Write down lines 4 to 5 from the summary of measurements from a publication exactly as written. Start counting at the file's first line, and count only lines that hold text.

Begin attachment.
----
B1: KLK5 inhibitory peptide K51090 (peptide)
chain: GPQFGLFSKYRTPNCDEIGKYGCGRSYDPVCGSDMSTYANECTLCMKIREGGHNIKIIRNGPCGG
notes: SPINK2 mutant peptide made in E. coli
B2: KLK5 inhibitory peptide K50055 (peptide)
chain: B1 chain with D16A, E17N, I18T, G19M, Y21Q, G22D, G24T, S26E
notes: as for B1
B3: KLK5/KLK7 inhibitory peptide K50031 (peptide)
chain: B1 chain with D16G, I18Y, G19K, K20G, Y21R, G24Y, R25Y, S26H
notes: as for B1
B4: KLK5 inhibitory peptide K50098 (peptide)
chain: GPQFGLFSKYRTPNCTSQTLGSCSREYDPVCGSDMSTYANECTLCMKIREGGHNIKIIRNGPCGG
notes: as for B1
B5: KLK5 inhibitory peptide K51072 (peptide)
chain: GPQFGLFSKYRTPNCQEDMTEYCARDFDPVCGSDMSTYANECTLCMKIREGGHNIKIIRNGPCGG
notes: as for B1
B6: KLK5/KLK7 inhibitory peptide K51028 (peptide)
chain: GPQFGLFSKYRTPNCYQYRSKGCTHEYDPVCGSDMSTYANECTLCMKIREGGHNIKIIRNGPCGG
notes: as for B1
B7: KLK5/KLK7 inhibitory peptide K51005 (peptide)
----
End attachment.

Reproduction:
B2: KLK5 inhibitory peptide K50055 (peptide)
chain: B1 chain with D16A, E17N, I18T, G19M, Y21Q, G22D, G24T, S26E